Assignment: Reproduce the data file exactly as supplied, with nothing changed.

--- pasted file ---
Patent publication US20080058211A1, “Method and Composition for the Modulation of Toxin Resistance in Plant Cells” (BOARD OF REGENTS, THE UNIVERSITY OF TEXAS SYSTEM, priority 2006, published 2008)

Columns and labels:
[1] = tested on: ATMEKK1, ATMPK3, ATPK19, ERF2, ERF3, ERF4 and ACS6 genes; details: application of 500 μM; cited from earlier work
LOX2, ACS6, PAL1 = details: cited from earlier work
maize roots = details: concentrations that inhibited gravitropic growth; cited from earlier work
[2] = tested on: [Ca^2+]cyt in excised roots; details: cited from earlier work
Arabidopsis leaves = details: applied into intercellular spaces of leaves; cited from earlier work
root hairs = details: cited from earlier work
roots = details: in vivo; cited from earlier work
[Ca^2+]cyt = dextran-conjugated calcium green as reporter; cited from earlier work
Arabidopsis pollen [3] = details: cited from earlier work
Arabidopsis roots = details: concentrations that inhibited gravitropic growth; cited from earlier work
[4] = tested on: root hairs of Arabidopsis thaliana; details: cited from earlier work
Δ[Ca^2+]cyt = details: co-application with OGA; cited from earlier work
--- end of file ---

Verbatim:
Patent publication US20080058211A1, “Method and Composition for the Modulation of Toxin Resistance in Plant Cells” (BOARD OF REGENTS, THE UNIVERSITY OF TEXAS SYSTEM, priority 2006, published 2008)

Columns and labels:
[1] = tested on: ATMEKK1, ATMPK3, ATPK19, ERF2, ERF3, ERF4 and ACS6 genes; details: application of 500 μM; cited from earlier work
LOX2, ACS6, PAL1 = details: cited from earlier work
maize roots = details: concentrations that inhibited gravitropic growth; cited from earlier work
[2] = tested on: [Ca^2+]cyt in excised roots; details: cited from earlier work
Arabidopsis leaves = details: applied into intercellular spaces of leaves; cited from earlier work
root hairs = details: cited from earlier work
roots = details: in vivo; cited from earlier work
[Ca^2+]cyt = dextran-conjugated calcium green as reporter; cited from earlier work
Arabidopsis pollen [3] = details: cited from earlier work
Arabidopsis roots = details: concentrations that inhibited gravitropic growth; cited from earlier work
[4] = tested on: root hairs of Arabidopsis thaliana; details: cited from earlier work
Δ[Ca^2+]cyt = details: co-application with OGA; cited from earlier work